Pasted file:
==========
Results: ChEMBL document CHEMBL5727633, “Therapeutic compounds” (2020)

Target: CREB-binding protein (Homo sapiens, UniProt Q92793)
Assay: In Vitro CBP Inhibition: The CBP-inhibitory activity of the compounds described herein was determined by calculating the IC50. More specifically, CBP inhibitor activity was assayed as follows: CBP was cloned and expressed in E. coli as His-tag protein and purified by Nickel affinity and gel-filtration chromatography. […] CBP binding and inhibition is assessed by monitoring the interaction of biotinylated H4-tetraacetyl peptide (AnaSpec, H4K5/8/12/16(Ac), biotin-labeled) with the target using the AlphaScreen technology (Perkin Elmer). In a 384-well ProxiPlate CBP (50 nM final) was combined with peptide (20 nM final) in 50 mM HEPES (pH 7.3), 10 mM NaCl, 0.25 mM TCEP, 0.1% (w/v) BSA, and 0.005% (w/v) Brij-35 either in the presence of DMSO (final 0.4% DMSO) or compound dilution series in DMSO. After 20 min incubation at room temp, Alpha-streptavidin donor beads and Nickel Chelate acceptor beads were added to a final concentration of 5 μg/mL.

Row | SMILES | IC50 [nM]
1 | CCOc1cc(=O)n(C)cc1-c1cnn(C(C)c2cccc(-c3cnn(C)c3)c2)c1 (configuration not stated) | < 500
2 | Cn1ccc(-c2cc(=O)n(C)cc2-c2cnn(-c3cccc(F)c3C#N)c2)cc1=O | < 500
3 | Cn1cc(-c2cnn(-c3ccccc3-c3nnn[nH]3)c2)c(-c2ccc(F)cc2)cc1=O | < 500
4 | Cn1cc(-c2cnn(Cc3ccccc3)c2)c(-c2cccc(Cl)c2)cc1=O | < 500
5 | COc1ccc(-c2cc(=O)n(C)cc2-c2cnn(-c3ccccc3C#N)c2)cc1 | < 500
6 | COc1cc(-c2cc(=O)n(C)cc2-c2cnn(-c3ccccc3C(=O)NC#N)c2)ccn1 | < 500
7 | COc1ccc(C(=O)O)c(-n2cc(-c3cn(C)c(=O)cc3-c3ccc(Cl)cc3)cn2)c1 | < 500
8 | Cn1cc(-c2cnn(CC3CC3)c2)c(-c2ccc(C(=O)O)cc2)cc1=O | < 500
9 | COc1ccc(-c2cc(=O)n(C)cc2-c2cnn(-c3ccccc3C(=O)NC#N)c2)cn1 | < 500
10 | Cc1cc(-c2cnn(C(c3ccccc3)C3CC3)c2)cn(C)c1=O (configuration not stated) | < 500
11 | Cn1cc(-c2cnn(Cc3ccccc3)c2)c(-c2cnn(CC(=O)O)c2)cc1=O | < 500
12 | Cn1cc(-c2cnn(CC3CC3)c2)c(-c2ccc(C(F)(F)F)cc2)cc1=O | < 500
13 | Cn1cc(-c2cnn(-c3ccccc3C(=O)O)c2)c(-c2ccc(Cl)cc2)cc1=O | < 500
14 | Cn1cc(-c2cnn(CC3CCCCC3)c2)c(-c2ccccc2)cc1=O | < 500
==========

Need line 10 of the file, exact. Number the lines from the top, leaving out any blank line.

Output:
6 | COc1cc(-c2cc(=O)n(C)cc2-c2cnn(-c3ccccc3C(=O)NC#N)c2)ccn1 | < 500